An army was led by Turlough O'Donnell, Lord of Kinel-Connell, into Fermanagh, and he carried many boats with him to Lough Erne, and, landing on the islands and islets of the lake, he plundered and preyed them all, except the churches or sanctuaries; and he carried away immense spoils, and returned without opposition.


Another army was led by O'Donnell into Carbury, to expel from thence the sons of Donnell, the son of Murtough; and he burned the whole territory as far as Cluain-Dearg-ratha.



Hugh Mac Mahon recovered his sight by fasting in honour of the Holy Cross of Raphoe, and of the image of the Blessed Virgin Mary at Ath-Trim.


Niall More, the son of Hugh O'Neill, King of Kinel-Owen, Contender for the crown of Ireland, Pillar of the dignity and preeminence of his principality, Pillar of resistance to every attack, Destroyer of the English, Uniter of the Irish, and Exalter of the Church and sciences of Ireland, died, after the victory of Extreme Unction and Penance; and Niall Oge, his son, assumed his place.


Mac Donough of Tirerril repaired to Machaire-Chonnacht with all his forces. substance, and cattle, to assist O'Conor Don, and encamped with his people and cattle at Cuirrech-Chinn-eitigh, where O'Conor was. O'Conor Roe having heard of this, he assembled together, from every side, Mac William, Thomas, the son of Sir Edmond Albanagh, the sons of Cathal Oge O'Conor, the sons of Hugh Mac Dermot, the Hy-Many, and even the grandsons of Felim, with all the forces of each of them, and a body of gallowglasses besides; and these then marched to the Plain of Machaire Chonnacht. But O'Conor Don was not then along with Mac Donough, nor did Mac Donough perceive the army until O'Conor Roe had surrounded him with a large body of cavalry. A battle ensued between them, which was fiercely and determinedly maintained on both sides, until at length Mac Donough and his people were defeated; and the heroes by whom they were routed pursued and slaughtered them). In this engagement were slain Mac Donough, and Hugh Caech, the son of Hugh, son of Turlough O'Conor; Mac Sweeny, High Constable of Connaught from the Mountain downward, and his two brothers, Donough and Donslevy; Cuaifne,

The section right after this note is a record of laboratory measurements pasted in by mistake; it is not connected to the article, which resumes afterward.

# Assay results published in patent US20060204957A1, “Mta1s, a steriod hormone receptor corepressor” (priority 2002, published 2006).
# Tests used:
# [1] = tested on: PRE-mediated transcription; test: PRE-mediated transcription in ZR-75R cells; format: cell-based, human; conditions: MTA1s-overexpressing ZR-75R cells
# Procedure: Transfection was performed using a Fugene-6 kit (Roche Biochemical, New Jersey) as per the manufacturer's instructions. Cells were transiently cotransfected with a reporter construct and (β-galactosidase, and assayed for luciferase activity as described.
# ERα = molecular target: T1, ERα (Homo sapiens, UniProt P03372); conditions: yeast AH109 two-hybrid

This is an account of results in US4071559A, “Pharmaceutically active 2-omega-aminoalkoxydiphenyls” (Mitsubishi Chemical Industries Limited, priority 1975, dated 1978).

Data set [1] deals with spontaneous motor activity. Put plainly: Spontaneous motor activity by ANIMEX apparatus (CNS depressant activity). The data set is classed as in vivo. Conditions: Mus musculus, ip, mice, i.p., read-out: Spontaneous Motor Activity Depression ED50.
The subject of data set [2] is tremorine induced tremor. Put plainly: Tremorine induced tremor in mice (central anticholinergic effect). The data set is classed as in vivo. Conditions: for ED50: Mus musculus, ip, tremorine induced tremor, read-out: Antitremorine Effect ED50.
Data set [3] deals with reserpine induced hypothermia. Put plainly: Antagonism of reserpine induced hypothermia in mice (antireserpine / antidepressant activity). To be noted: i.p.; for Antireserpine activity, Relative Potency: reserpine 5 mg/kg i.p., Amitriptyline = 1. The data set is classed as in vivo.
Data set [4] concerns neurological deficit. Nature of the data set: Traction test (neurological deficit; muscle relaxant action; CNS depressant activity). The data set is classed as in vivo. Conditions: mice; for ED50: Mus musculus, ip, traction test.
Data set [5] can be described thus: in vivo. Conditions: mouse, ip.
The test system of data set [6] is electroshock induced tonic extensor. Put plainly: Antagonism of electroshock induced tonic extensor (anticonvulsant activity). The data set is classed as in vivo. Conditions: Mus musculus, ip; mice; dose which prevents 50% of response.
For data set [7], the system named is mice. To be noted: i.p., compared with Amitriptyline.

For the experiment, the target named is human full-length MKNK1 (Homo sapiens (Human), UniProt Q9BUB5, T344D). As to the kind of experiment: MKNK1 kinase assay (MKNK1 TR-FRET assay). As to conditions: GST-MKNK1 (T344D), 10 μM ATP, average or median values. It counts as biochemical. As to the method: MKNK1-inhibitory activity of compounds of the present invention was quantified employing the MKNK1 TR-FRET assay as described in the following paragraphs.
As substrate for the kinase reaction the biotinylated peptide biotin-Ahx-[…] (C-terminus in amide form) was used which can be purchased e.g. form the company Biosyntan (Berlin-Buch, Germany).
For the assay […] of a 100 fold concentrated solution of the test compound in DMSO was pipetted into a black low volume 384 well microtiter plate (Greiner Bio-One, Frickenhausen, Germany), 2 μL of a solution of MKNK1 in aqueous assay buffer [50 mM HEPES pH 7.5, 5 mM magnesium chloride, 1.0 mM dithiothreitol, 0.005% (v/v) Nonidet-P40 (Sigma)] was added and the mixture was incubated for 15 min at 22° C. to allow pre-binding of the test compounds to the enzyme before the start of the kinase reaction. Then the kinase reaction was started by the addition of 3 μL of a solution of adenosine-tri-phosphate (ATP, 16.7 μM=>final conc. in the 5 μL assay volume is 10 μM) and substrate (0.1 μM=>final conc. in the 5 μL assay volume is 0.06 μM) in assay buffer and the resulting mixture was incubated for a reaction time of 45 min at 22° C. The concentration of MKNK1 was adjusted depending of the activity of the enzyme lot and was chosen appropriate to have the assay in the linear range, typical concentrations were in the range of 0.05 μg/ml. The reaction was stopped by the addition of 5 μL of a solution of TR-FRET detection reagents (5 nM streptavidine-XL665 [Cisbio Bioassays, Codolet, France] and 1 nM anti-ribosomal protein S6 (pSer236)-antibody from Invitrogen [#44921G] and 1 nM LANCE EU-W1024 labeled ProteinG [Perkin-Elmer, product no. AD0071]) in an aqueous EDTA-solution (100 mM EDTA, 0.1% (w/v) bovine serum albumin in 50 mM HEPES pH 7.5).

the son of Cuaifne O'Conor; and Dermot Mac Donough, Tanist of Tirerrill; together with other chieftains and nobles of their kinsmen and people. Innumerable and indescribable were the spoils and valuable articles obtained by O'Conor Roe on this occasion, without mentioning horses, arms, and armour. This defeat of Cinn-eitigh was sustained on the first festival of the Blessed Virgin Mary in Autumn. When O'Conor Don had heard the news of this (which he did on the third day after the defeat), he came to the herds and stalls of O'Conor Roe and the Clann-Felim, which were situated in Leitrim, and having given them a migratory overthrow, which was called ‘an gheal-mhaidhm,’ he carried off from them immense preys and spoils on that occasion.